Brainstorming is an inefficient way to generate ideas.

Corporate brainstorming sessions, in the traditional sense, are an inefficient way to generate ideas.
Typically participants don’t have any idea what the session is discussing, the most vocal member of the team takes over, ideas suffer from group or individual censorship, no follow-up or tasks are created, the group usually lacks diversity (gender, race, age, organizational hierarchy),and most importantly, the problem and solution goals are communicated incorrectly.
A smarter way to start a brainstorming session is by carefully choosing the words used to describe the problem posed to the group and disseminate this before the session begins.
For Example:

Suppose we asked you to think of a way to “adhere” something to a garbage can. Chances are you would think of using glue or tape, both forms of adhesives. What if we asked you instead to “fasten” something to the can? Just switching a specific verb like “adhere” to a more general one would prompt you to list a wider range of possibilities: binder clip, paper clip, nail, string, Velcro, and so on.

The way a problem or goal is phrased often narrows people’s thinking. Framing a it in more general terms can help overcome the narrow perceptions. In the example above, switching the word “adhere” to “fasten” changes the initial ideas someone formulates in their mind. The word “adhere” has about 12 alternate associations, while “fasten” has at least 61 descriptive words which opens the mind up to many more possibilities.
Before the session starts, write these same starting goals at the top of a whiteboard and available resources at the bottom of the whiteboard. The division of goals and resources at the top and bottom of the whiteboards allows your group to work to their individual strengths. A big-picture thinker can work from the top-down at the same time as the detail-oriented thinker works from the bottom up. This simultaneous thought process can exist because it is done in silence by individuals writing down their ideas on sticky note, then adhering them to the whiteboard in real-time. This allows for the group to create more elegant solutions by building upon one another’s ideas and reducing fear of judgment by their peers.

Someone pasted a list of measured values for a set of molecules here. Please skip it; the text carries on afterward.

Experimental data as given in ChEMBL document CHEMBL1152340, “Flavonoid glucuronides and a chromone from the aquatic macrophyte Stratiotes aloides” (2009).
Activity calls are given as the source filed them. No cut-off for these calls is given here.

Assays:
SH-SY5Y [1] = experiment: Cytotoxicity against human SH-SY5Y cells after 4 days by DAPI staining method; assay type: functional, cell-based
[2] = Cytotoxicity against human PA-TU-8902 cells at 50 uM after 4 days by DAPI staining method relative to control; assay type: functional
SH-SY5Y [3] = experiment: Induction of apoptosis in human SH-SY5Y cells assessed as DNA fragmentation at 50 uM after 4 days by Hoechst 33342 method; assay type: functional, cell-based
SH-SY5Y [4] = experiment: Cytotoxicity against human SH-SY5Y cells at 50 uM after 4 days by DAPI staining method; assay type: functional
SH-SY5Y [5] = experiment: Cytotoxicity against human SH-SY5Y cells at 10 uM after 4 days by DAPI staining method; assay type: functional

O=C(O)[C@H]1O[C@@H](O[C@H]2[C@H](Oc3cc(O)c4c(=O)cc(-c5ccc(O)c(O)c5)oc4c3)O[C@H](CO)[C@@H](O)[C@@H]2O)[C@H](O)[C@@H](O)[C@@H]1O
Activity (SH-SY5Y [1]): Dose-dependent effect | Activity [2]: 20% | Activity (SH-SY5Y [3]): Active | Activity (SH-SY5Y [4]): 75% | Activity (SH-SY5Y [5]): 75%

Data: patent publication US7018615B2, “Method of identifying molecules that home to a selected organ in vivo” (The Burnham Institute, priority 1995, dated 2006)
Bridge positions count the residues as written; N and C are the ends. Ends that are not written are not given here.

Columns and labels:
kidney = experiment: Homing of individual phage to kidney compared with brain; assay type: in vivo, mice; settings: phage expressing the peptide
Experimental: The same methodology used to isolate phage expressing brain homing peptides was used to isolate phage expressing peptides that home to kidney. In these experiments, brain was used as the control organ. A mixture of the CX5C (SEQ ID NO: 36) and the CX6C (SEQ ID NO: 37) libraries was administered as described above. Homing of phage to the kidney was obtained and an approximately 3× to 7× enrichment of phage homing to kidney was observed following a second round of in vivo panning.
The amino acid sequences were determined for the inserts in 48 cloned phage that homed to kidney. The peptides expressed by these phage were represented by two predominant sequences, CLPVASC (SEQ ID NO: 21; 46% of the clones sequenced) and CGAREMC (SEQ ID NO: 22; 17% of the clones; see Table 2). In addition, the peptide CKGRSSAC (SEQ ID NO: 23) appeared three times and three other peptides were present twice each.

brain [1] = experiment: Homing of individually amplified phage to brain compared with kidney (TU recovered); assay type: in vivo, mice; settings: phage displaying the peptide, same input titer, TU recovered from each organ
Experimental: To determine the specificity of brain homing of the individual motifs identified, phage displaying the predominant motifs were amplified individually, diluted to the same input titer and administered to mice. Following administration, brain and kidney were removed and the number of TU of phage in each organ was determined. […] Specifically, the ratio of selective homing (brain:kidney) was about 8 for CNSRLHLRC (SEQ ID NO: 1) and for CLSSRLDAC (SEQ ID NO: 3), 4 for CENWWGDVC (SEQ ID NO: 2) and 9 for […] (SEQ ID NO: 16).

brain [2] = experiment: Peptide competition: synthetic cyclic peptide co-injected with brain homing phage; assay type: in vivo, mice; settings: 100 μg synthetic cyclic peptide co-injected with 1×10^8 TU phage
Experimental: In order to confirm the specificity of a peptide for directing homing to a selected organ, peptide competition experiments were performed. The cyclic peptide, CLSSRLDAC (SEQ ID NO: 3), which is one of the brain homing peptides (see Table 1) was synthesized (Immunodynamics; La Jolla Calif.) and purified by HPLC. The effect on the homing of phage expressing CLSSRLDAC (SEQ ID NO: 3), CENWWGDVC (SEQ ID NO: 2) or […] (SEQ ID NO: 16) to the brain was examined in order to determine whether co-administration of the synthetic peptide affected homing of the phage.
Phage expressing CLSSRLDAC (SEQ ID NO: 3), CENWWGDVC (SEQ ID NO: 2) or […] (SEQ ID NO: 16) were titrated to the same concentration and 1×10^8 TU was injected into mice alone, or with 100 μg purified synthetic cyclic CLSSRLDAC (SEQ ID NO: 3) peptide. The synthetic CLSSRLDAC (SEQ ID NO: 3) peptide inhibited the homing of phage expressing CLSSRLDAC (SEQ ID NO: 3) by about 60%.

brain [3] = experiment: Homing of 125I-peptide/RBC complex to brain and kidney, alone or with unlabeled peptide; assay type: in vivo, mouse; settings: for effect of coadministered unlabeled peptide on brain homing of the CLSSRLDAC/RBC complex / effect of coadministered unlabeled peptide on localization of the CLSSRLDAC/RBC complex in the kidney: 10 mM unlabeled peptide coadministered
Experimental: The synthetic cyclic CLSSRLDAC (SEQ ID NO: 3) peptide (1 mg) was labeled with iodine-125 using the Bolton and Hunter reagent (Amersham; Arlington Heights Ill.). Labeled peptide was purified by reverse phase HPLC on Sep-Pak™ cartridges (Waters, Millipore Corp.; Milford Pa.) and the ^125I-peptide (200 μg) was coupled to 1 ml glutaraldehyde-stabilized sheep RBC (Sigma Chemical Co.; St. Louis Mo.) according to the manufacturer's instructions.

The process above reduces the different types of censorship a group or individual experiences during the brainstorm session. However, another real problem that consistently hinders idea generation is the various types of “fixedness” one experiences.

Your team can easily overcome any form of fixedness if they trim the task/assets to its most generic elements.

Consider each element of an object and ask, “Can it be broken down further?” and “Does our description imply a particular use?” If the answer to either question is yes, we keep trimming down the elements with these two questions until they’re worded in their most general terms.


Choose words that have broad associations when preparing for an idea generating session. Then allow participants to work in their their preferred problem solving method, to reduce the potential for peer/individual censorship that a traditional brainstorming session may have. The result will be an increase in more ideas that are free from censorship and will produce unique solutions.

McCaffrey, Jim & Pearson, Jim. “Find Innovation Where You Least Expect It” Harvard Business Review,  12/15.

Maxwell, Clay. “Top 5 Reasons Brainstorming Sessions Fail” Creative Realities,  12/01/10.

Written by: Melvin Blohm